This medical anthropology course has been an eye opening experience for me. I have a strong background in biomedicine, but before this course I never considered how anthropology could be integrated into medical practices. One unique aspect about this course is that at least one of the ideas, if not multiple, can be applied to almost every case in a hospital setting. I have taken many courses about illnesses and diseases that I will never encounter. The materials presented in this course will be extremely useful in every situation if I ever get a job in a clinical setting.
Going back to our first lecture, everyone has culture whether you realize it or not, and that culture will determine how they experience an illness (Lecture 1.1.) It was hard for me to realize this at first because I was looking at everything from a scientific perspective. I believed that regardless of your race or culture, western biomedicine remains constant and treats everyone the same. I never once thought of how diverse the world is, and that some cultures believe in alternative forms of healing. Additionally, every individual, even within a certain culture, will experience an illness differently. Arthur Kleinman showed the importance of explanatory models and how they can hint towards a person’s true feeling about an illness. Some people are very open about their experiences, while it is very difficult for others to express their emotions (Kleinman, 1988.) Another important idea that I had never considered before this course was that healing the mind can be just as beneficial as healing the body. Western biomedicine tends to be very dualistic where the treatment of the physical body is kept separate from the treatment of the mind. Some cultures believe in more holistic treatments where the mind, body, and spirit are all incorporated (Lecture 3.1.) Lastly, the portion of the course that I found most interesting was the material related to immigrant health. My grandparents immigrated from Greece over 60 years ago and they still hold cultural beliefs that influence their experiences with illness. I never noticed this before, but my grandpa recently had hip surgery and my grandma was visibly upset and couldn’t understand why this was necessary. This could be because back in the villages where they grew up you only had surgery when it was a life or death situation. I would have never made that connection had I not taken this course.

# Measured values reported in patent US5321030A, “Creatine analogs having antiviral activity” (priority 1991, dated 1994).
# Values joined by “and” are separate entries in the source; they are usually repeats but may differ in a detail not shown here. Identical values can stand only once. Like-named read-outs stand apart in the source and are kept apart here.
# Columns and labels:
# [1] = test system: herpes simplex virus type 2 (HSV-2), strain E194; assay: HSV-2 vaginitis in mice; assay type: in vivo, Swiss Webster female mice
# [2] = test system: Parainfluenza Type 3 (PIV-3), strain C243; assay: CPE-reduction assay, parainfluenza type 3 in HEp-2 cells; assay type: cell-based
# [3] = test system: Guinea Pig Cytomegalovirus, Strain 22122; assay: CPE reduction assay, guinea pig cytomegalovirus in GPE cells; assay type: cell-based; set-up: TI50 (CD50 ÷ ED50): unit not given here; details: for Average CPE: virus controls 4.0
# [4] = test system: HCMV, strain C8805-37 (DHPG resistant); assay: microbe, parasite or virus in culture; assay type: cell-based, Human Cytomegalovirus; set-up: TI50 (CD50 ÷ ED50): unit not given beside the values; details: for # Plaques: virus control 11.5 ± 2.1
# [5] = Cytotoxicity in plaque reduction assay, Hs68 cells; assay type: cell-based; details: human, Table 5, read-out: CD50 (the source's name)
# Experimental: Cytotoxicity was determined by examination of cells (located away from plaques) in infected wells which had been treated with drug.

One book that would be a good addition to this course is Medical Anthropology and the World System by Hans Baer. It explains the importance of medical anthropology and why it is necessary to use it in a clinical setting. The body is a complex organism which can be difficult to treat, but culture can be even more complex and should be given the same attention when treating an illness (Baer, 1997.)
Hans Baer, Merrill Singer, and Ida Susser. Medical Anthropology and the World System: A Critical Perspective. Westport, CT: Bergin & Garvey, 1997.